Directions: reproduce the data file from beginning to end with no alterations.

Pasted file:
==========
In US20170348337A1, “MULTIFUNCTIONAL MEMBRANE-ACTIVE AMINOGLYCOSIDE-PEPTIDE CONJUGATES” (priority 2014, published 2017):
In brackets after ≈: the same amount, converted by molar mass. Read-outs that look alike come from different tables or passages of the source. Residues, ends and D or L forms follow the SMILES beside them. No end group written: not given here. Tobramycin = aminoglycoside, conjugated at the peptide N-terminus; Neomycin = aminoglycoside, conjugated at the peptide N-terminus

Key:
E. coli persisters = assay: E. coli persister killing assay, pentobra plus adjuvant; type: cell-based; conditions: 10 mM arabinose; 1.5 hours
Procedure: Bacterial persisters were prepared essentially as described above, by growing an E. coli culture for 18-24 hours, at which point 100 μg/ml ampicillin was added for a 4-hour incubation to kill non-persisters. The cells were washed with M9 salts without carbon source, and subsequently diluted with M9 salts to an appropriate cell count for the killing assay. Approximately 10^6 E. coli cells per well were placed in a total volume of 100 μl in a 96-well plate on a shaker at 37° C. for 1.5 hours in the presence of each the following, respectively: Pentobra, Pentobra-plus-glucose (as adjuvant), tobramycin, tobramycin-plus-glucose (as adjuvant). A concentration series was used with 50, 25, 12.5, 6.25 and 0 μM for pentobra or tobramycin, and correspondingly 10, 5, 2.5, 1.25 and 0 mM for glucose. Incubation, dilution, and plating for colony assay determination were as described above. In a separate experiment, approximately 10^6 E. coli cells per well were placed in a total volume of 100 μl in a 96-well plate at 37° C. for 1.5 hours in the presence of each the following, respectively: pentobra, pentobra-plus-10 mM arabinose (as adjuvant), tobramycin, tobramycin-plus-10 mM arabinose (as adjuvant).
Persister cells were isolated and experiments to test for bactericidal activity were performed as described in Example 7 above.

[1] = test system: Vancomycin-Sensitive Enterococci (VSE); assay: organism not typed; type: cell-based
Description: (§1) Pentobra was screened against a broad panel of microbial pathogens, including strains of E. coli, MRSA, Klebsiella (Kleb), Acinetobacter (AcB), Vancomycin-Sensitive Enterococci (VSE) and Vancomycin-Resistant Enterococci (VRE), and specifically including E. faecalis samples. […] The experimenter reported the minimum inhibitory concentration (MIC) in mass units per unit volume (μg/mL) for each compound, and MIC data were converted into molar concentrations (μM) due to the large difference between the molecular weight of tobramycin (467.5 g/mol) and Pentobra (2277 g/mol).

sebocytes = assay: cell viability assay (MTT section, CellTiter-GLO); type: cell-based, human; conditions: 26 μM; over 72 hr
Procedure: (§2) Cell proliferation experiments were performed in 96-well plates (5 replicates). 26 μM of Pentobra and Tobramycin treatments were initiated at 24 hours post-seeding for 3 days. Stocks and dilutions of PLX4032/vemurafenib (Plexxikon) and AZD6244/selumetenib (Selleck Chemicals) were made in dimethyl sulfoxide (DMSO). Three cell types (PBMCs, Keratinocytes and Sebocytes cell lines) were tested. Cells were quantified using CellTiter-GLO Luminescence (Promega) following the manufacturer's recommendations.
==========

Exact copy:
In US20170348337A1, “MULTIFUNCTIONAL MEMBRANE-ACTIVE AMINOGLYCOSIDE-PEPTIDE CONJUGATES” (priority 2014, published 2017):
In brackets after ≈: the same amount, converted by molar mass. Read-outs that look alike come from different tables or passages of the source. Residues, ends and D or L forms follow the SMILES beside them. No end group written: not given here. Tobramycin = aminoglycoside, conjugated at the peptide N-terminus; Neomycin = aminoglycoside, conjugated at the peptide N-terminus

Key:
E. coli persisters = assay: E. coli persister killing assay, pentobra plus adjuvant; type: cell-based; conditions: 10 mM arabinose; 1.5 hours
Procedure: Bacterial persisters were prepared essentially as described above, by growing an E. coli culture for 18-24 hours, at which point 100 μg/ml ampicillin was added for a 4-hour incubation to kill non-persisters. The cells were washed with M9 salts without carbon source, and subsequently diluted with M9 salts to an appropriate cell count for the killing assay. Approximately 10^6 E. coli cells per well were placed in a total volume of 100 μl in a 96-well plate on a shaker at 37° C. for 1.5 hours in the presence of each the following, respectively: Pentobra, Pentobra-plus-glucose (as adjuvant), tobramycin, tobramycin-plus-glucose (as adjuvant). A concentration series was used with 50, 25, 12.5, 6.25 and 0 μM for pentobra or tobramycin, and correspondingly 10, 5, 2.5, 1.25 and 0 mM for glucose. Incubation, dilution, and plating for colony assay determination were as described above. In a separate experiment, approximately 10^6 E. coli cells per well were placed in a total volume of 100 μl in a 96-well plate at 37° C. for 1.5 hours in the presence of each the following, respectively: pentobra, pentobra-plus-10 mM arabinose (as adjuvant), tobramycin, tobramycin-plus-10 mM arabinose (as adjuvant).
Persister cells were isolated and experiments to test for bactericidal activity were performed as described in Example 7 above.

[1] = test system: Vancomycin-Sensitive Enterococci (VSE); assay: organism not typed; type: cell-based
Description: (§1) Pentobra was screened against a broad panel of microbial pathogens, including strains of E. coli, MRSA, Klebsiella (Kleb), Acinetobacter (AcB), Vancomycin-Sensitive Enterococci (VSE) and Vancomycin-Resistant Enterococci (VRE), and specifically including E. faecalis samples. […] The experimenter reported the minimum inhibitory concentration (MIC) in mass units per unit volume (μg/mL) for each compound, and MIC data were converted into molar concentrations (μM) due to the large difference between the molecular weight of tobramycin (467.5 g/mol) and Pentobra (2277 g/mol).

sebocytes = assay: cell viability assay (MTT section, CellTiter-GLO); type: cell-based, human; conditions: 26 μM; over 72 hr
Procedure: (§2) Cell proliferation experiments were performed in 96-well plates (5 replicates). 26 μM of Pentobra and Tobramycin treatments were initiated at 24 hours post-seeding for 3 days. Stocks and dilutions of PLX4032/vemurafenib (Plexxikon) and AZD6244/selumetenib (Selleck Chemicals) were made in dimethyl sulfoxide (DMSO). Three cell types (PBMCs, Keratinocytes and Sebocytes cell lines) were tested. Cells were quantified using CellTiter-GLO Luminescence (Promega) following the manufacturer's recommendations.